Shocked to know that he had apparently given up his hope to beat the odds, I choked and was silent. He knew I was terrified to lose him. He was my best friend, after all, and he was all of 47 years old.
We were also collaborators, improvisational musicians who had been experimenting with vocal techniques as a healing modality for several years at that point. With our ongoing practice he had managed to keep his T-cell count in control all this time, and only lately had his numbers begun climbing again. We were actively exploring for the key to this, singing our hearts out together most every day!
This work was our chance to demonstrate, by saving his life with music and resonance, another way to heal the human body by focussing on immune system strength before honing in on the physical symptoms. We experimented with sound, with improvisation. We were perfect partners, knowing how to raise the roof with our voices—a marvelous team! No way I could lose him now!
We sobbed together by the train tracks, holding one another hard and we prayed for miracles which, I believe, in fact gave him some extra months he might not have had otherwise. But eventually his slow decline took over, the singing took more strength than he had, and he switched from singing to writing his stories and began to prepare himself for the take-off. I had no choice but to follow his lead and support the writing, looking over his shoulder and making suggestions, saw most of his drafts—except for when I didn’t—and we wept and laughed and argued over shared memories we recalled differently.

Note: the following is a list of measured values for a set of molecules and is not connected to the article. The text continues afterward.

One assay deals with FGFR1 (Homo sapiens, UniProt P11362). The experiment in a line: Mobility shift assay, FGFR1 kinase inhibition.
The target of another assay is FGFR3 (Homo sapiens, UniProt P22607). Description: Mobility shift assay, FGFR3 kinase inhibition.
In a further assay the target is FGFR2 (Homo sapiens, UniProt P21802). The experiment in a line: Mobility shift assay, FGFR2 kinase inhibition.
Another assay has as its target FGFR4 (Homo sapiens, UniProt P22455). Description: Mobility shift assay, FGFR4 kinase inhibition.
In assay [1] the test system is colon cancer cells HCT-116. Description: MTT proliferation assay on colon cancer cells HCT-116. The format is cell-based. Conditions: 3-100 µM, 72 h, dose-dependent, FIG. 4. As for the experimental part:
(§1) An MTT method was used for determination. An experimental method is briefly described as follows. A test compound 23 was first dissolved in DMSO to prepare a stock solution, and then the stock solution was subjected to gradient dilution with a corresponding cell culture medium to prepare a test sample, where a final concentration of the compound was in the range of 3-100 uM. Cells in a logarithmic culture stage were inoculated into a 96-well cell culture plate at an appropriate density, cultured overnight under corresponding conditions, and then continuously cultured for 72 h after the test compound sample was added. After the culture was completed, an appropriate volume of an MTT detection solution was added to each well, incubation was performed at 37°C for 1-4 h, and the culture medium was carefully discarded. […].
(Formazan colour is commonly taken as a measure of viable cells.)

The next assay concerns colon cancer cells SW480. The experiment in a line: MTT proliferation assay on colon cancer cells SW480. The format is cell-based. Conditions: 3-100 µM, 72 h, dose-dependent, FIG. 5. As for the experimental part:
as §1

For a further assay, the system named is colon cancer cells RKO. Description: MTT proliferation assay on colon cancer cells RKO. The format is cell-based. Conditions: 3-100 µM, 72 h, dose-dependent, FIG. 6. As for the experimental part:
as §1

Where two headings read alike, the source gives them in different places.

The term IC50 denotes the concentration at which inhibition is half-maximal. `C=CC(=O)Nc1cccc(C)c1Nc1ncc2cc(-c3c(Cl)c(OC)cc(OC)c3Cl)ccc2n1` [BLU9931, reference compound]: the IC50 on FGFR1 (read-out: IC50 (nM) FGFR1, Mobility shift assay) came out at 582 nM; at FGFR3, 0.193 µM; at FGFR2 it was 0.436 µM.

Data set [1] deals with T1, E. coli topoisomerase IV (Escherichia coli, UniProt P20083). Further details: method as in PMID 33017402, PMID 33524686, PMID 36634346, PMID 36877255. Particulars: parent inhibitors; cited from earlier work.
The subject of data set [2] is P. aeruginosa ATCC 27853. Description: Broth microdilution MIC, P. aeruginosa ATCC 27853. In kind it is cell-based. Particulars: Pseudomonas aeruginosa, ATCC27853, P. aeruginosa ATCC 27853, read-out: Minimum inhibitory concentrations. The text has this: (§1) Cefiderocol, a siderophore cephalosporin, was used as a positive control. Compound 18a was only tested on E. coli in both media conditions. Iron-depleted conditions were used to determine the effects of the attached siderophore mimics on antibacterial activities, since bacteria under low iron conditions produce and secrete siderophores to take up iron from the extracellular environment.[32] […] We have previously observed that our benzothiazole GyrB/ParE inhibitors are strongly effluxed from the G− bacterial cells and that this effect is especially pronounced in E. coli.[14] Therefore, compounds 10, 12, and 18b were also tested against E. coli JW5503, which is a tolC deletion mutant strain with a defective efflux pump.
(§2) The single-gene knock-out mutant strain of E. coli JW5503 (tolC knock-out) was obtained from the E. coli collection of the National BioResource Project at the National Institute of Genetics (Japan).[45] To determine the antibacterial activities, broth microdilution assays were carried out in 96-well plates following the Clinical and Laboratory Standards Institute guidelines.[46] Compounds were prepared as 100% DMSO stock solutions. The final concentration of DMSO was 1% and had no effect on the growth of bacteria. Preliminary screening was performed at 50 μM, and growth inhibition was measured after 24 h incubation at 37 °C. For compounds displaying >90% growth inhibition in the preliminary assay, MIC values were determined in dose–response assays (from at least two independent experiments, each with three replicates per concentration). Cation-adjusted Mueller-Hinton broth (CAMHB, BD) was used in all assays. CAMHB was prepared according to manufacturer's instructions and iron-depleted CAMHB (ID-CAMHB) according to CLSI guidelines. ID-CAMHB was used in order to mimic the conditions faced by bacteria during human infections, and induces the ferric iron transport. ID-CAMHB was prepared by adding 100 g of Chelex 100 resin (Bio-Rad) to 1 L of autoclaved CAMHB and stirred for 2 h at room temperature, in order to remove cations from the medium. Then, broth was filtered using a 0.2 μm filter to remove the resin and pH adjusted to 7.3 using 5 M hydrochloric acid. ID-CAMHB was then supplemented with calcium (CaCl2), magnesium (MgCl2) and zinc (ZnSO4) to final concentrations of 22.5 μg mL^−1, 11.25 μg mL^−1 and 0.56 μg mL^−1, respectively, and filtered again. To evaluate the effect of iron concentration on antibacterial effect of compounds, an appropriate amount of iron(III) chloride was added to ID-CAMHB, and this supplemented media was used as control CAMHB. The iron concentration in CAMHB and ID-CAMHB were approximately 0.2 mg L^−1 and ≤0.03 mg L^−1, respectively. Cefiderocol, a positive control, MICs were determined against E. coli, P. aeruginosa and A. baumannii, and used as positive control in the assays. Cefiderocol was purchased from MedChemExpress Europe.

Slowly, day by day he prepared for his take-off, absorbed in his final ‘performance,’ the book called Candle in the Night. The hard copy of the published book arrived into his hands, by mail, just one day before he left us, and I suspect it took everything he had to hold on long enough to actually see his words in print.
I can see now that those years of loss, for me, were a deep initiation, as I had to take in the reality of Death in a kind of crash course. My younger sister Leslie died just weeks after Duncan, and then it was Jim, then Rosie, and later my husband Herb, my brother Leon … again and again, the finest people I knew left this world, almost all before their time. Without me.
I weep now remembering …
Outside my window here in snowy Vermont, I see a bright red cardinal in the winter-golden hydrangea bush when I look up from reading young Merlin Sheldrake’s book on fungi. His mother and I met a few years before his birth, and here he is a grown-up man illuminating the world of mycelia beneath the soil for us all like a red cardinal hopping into view from the golden leaves of a spring-flowering bush.
“Nature is an event that never stops,” he says in this book Entangled Life.
Nature never stops, it’s true, each of us and every living thing coming in, going out, living and loving, eating and growing, laughing and crying … like Duncan, like Leslie, like Leon, like Herb, like Julie, like every soul who has ever incarnated on earth, every plant and every fungus, every microbe and every creature … alive and here, and then not here … gone these many years but still here, right now …
Like myself, pretty soon but not quite yet.
Like you too, and all of us without exception—even if not quite yet.